This past week could not have been a better time for my annual retreat at our retreat house in Waterford, Michigan! The autumn changing colors called forth many an “ooh” and “ahh” from me on my drive there and back to Ohio. And during my walks in the wooded area near Vivian’s Via Rosa Retreat House, I was glad I had brought my phone along and took several pictures as the bright reds, yellows, browns and greens took my breath away and caused me to linger to drink in their beauty. Only later in reviewing my camera album I noticed that I had only taken pictures of what my narrow definition of beauty included – overlooking the broken, dying branches and dead leaves clinging to their familiar twigs. In my musings autumn seemed to be calling me to embrace not only the brilliant and pleasant changing colors that autumn painted into my landscapes, but also the beauty hidden in the broken, suffering, and aging both within and around me.
Several years ago I was privileged to spend some days in Rome with a friend, visiting several of the sites I had only read about. One of the churches we were both eager to visit was where St. Catherine of Siena’s body was said to rest under the main altar. As we walked with map in hand, we turned the corner and saw a very scarred facade of a church in need of paint and plaster restoration – nothing to call our attention to it, other than an obelisk with an elephant and its nearness to the Pantheon. Had it not been for my friend recognizing these signs, I might have walked right by it. But walking inside, I was totally astounded by the ornate beauty hidden within its walls. Kneeling there, I realized how often people are like that – laden with inner treasures and beauty hidden behind faces wrinkled with age or disfigured by poverty, illness or harsh life conditions. And I prayed for a healing of my mental blindness that would dismiss something, someone on the basis of ordinariness or lack of external beauty.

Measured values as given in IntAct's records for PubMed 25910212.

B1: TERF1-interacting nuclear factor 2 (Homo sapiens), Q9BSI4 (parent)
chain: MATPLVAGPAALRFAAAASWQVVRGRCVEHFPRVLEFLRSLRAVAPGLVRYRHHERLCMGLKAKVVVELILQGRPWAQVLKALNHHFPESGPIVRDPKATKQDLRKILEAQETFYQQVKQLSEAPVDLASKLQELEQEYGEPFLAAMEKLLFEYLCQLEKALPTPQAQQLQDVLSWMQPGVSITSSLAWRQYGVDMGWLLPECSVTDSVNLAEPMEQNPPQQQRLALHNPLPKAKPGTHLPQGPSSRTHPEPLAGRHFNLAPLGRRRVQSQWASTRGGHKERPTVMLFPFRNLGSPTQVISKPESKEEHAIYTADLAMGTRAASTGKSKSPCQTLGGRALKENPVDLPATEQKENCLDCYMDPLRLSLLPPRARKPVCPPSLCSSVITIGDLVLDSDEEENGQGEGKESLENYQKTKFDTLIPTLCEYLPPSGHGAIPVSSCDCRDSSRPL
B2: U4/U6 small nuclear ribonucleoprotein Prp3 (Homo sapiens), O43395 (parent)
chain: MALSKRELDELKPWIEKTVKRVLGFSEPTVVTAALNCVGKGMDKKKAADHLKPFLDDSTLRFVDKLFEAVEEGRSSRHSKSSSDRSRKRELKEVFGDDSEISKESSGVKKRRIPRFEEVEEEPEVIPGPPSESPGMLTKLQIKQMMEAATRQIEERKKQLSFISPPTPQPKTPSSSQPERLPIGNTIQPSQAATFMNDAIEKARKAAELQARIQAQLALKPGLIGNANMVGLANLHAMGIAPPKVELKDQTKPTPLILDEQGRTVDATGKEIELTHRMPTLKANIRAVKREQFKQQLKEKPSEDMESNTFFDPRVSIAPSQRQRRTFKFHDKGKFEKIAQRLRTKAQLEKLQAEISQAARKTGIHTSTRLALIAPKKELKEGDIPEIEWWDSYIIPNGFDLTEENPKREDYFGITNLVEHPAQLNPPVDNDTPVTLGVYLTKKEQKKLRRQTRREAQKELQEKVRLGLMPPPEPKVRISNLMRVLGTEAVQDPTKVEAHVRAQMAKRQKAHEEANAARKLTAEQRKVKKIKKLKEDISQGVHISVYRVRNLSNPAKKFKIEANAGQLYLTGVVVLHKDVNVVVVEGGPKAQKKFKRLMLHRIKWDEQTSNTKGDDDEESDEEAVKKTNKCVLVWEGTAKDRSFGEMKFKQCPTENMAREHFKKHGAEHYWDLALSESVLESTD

Pope Francis in his late Encyclical “Laudato Si,” pleas for us to see the preciousness and beauty of all God’s creatures, especially Earth’s most vulnerable peoples and species whose lives are most endangered by changes in climate and he challenges us to heed the call to take appropriate action to do what we can about it. Dominican Sisters and Associates are all challenged to join together in study groups to pray, discuss and commit to action On Care for Our Common Home. To share in our challenge, view our Eco-Justice Committee’s “Going Green for Fall” document.
May our enjoyment of Autumn’s Changing Colors Call us to Go Green for Fall 2015!